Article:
13 JULY 1850, Page 15


Lincoln's Inn, 8th July 1850.

Ste—The act for the sale of encumbered estates in Ireland has been generally approved of; indeed, no one deserving the name of a statesman has impugned the principle of the act or the policy upon which it was founded.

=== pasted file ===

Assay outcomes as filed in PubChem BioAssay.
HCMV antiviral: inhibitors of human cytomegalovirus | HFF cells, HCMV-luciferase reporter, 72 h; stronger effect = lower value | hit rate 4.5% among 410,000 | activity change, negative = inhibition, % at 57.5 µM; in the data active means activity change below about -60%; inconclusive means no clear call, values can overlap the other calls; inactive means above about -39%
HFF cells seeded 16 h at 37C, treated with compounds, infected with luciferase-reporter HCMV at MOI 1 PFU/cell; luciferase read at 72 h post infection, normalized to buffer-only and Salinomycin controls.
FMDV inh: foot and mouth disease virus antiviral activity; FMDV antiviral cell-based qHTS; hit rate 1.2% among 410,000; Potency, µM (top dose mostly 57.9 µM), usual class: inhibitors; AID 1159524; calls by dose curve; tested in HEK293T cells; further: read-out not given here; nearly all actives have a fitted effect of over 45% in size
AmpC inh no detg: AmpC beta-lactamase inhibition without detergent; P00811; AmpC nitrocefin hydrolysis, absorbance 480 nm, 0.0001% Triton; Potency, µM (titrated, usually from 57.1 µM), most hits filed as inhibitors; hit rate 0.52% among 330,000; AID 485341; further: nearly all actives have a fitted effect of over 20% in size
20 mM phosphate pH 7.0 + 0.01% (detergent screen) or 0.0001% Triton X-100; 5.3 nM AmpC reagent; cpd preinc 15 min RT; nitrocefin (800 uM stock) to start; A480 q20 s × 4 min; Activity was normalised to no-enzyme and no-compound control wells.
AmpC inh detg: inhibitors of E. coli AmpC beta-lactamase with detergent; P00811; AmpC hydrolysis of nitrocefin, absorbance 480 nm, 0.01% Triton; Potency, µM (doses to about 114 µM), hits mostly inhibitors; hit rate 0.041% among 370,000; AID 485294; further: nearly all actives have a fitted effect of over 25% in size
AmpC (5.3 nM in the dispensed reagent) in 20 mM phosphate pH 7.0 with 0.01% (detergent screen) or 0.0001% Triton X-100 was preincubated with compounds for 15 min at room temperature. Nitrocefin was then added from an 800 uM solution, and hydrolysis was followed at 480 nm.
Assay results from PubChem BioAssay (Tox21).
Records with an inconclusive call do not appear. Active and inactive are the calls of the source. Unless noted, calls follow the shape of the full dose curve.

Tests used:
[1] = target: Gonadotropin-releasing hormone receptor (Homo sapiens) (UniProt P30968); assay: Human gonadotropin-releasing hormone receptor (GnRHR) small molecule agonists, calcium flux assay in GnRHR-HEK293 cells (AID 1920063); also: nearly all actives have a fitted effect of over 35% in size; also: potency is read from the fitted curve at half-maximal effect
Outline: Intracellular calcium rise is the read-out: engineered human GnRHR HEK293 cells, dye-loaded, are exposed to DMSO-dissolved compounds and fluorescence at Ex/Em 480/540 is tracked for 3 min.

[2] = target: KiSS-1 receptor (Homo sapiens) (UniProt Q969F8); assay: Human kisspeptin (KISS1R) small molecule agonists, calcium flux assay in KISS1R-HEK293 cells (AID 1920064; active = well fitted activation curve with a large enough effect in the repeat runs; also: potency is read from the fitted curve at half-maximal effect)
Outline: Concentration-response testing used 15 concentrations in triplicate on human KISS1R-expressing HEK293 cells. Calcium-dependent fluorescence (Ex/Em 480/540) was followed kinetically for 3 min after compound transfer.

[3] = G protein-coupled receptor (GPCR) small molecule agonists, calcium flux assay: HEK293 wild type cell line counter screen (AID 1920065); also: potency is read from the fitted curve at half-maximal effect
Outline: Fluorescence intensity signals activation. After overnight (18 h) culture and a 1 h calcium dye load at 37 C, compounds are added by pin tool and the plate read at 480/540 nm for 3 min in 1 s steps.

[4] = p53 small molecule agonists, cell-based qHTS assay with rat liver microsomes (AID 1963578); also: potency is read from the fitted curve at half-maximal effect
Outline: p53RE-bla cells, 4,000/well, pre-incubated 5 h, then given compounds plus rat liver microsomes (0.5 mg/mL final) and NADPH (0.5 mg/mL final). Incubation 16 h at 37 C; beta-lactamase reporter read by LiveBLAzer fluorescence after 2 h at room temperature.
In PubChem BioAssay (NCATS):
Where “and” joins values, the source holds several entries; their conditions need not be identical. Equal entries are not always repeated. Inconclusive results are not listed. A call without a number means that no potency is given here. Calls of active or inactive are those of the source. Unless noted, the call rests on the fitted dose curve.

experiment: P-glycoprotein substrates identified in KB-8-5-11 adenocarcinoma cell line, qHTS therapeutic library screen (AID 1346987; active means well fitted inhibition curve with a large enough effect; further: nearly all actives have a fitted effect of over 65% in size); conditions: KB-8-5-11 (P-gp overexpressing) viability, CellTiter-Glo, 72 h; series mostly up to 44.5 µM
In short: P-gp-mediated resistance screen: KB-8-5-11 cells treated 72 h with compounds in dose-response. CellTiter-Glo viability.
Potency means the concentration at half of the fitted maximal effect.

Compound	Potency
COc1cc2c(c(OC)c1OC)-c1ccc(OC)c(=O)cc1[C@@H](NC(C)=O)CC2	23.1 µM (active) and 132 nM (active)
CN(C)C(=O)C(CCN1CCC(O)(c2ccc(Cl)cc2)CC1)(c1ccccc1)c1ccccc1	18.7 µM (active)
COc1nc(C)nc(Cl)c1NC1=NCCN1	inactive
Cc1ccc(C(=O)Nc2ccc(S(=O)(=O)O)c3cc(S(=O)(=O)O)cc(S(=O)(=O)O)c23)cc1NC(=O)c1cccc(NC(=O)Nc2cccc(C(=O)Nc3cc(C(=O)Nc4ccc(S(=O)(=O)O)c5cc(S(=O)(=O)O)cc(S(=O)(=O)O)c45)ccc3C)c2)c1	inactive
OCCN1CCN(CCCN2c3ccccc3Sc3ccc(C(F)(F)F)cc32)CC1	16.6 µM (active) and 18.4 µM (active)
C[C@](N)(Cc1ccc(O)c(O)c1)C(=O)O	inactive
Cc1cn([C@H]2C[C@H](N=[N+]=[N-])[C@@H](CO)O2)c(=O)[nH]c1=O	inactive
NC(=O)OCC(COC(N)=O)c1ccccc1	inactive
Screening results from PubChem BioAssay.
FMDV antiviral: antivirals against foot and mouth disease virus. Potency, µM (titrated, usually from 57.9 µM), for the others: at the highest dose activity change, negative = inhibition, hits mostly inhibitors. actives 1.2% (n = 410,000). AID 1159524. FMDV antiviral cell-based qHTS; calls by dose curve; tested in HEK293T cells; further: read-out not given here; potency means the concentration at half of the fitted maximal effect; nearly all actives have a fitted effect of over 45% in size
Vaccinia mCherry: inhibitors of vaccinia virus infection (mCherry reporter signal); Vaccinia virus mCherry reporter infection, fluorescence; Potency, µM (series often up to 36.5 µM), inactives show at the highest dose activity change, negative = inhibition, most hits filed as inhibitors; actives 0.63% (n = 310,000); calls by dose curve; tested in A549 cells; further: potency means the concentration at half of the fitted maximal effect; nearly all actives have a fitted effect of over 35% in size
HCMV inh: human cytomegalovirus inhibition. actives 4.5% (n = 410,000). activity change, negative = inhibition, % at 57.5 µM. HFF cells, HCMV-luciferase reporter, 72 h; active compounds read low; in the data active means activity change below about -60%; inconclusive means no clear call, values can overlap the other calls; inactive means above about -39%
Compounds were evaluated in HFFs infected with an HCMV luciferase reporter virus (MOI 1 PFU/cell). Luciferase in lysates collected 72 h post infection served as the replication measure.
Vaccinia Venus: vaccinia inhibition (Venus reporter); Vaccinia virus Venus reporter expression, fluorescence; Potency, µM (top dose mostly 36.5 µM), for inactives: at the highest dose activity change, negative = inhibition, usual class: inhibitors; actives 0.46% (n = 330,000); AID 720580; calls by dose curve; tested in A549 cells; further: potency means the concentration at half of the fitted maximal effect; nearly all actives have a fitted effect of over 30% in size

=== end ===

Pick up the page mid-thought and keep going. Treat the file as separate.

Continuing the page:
The measure, so far, has been carried outwith surprising despatch and suc- cess. The extreme want of some such measure is evidenced by the number (great beyond all expectation) of the petitions for sales ; the petitions, be it observed, proceedingnot solely from encumbrancers, but in numerous instances from the owners. Still, a Commission the operation of which must touch the personal interests and the professional prejudices of many individuals, nay even of whole classes, could not be expected to mope °ensure. Receivers, and the persons dependent upon and connected with them, mud feel that the source of their gains is about to be dried up; and that clam of lawyers who consider estates in the Court of Chancery as endowments settled upon their profession, naturally regard the withdrawal of estates from the manage- ment of the Court a wrong to be resented. An owner who has been able so to manage the machinery of the Court as to keep his estate unsold while the relief of the encumbrancer claiming a just debt is indefinitely postponed, finds that the Court of Chancery suits his purpose. All these classes naturally enough exert themselves to east discredit on the working of the Encumbered Estates Commission, and exhaust their small ingenuities in propagating mis- representations and delusions. The fruits of these efforts have appeared * some recent discussions in the Rouse of Lords, and the comments of a portion of the English press ; showing very plainly that much misapprehension exists in England as to the nature of estates in Ireland and the character of the sales which have been effected under the Commission. The subject is better understood in Ireland ; indeed, as far as I have seen, the Irish press has treated the proceedings under the Commission with a degree of candour and intelligence which cannot be too highly praised. There are besides other reasons why misrepresentations have been less suc- cessful in Ireland than in England. In Ireland, there are so many persons whose business or interest it is as vendors, creditors, or intending -purchasers, to acquire correct information relative to the estates sold or about to be sold, that ignorance of the subject weld argue an incapacity for business whir& certainly does not exist in Ireland. After the representations which have been so confidently made, that the sales by the Commissioners have been made at ruinously low prices, persons in England will hardly be prepared to hear that the sales hare in geneml been effected at good prices;. and the sales which bare been paraded as fla- grant instances of sales at a gross under-value, have been complained of only by the purchasers, who, with more than Irish perversity, have left no effects untried to escape from the excellent bargams they are represented to have made. The most fruitful source of delusion on the subject of these sales is the fallacy lurking under the phrase "so mans'I years' purchase." f au es- tate be let at exorbitant rents which never have been and never will be paid, and the nominal rental be taken as the annual value, it is clear that • such an estate ought to sell, and in fact does sell, at a small number of years' purchase upon that estimate of its amival value. A purchaser, infect, bases Iris calculations of value, partly on the intrinsic worth of the land, (for which he relies on the judgment-of himself or those in whom he has eau- fidence, aided probably by the valuations made for public purposes by Mr. Griffith and other eminent persons,) and partly on the actual income which he expects to realize under the existing tenancies; the Commissioners gene- rally requiring the vendors to produce the receiver's acommtsor other authen- tic evidence of income for the information of purchasers. Subject to a few ex- oeptional mesa, it is obvious that the selling value of an estate cannot be raised beyond its actual value by being let at excessive rents : practically it is found that this exaggeration of rents reduces its Belling value, because it